As I was walking to Braker, amongst all the bare trees, I noticed there was a single bundle of leaves dangling from a tree next to Goddard Chapel.
On a winter tree
A single leaf bundle
Waits for spring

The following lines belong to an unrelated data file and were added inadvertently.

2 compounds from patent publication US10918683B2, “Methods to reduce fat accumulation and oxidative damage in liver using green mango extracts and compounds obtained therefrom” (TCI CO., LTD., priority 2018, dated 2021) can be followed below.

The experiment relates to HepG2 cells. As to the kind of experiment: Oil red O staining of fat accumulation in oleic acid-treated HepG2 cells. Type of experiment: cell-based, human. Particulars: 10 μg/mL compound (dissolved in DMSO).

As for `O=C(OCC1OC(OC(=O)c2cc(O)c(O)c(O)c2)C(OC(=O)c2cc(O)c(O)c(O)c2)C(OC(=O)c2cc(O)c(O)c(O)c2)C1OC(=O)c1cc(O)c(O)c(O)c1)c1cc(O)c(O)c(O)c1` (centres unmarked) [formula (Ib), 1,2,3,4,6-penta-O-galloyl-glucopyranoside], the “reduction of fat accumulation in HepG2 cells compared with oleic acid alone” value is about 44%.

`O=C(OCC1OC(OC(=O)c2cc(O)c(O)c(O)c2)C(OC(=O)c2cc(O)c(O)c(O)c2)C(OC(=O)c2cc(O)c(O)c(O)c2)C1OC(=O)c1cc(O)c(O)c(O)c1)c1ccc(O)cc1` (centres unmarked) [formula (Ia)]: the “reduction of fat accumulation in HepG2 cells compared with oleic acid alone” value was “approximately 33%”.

This week of lectures elaborated on evanescence with the evolution of utsusumi towards hakanasa and mujo. As I Crossed a Bridge of Dreams, delves into this idea of hakanasa, specifically intimate relationships of love. The narrator is in a constant state of koi (desire that cannot be fulfilled), or as she describes it, “forever in a dream world” (As I Crossed a Bridge of Dreams, 64). This concept of dreams is prominent in Japan, and Professor Inouye describes the relationship between hakanasa, dreams, and evanescence by saying, “dreaming is a response to evanescence . . . Some kinds of dreams do not last. Some, such as dreams of impossible love, are never fulfilled” (Inouye, 30). This cynical view is hard to accept, especially as someone who is fortunate enough to observe my parents powerful love. How would hakanasa and koi explain successful marriages? If impossible love is an unattainable dream, then what types of dreams can materialize? It is interesting to juxtapose the western and Japanese conception of dreams because, as Inouye describes, some dreams are “never fulfilled” and never last. This contrasts the western interpretation that encourages you to “follow your dreams” and “dream big” because “dreams come true”. Although one culture encourages the embracement of delusion and the other implicitly discourages it, the ability for dreams to consume thoughts and actions remains consistent across cultures. For example, the narrator in As I Crossed a Bridge of Dreams expresses her desire for a fleeting romance like that told in Genji. Her koi was so potent that “in time [she] came to believe that it would actually happen”, and this longing for a romance like those in tales contributed to her constant dissatisfaction, or duhka (As I Crossed a Bridge of Dreams, 64).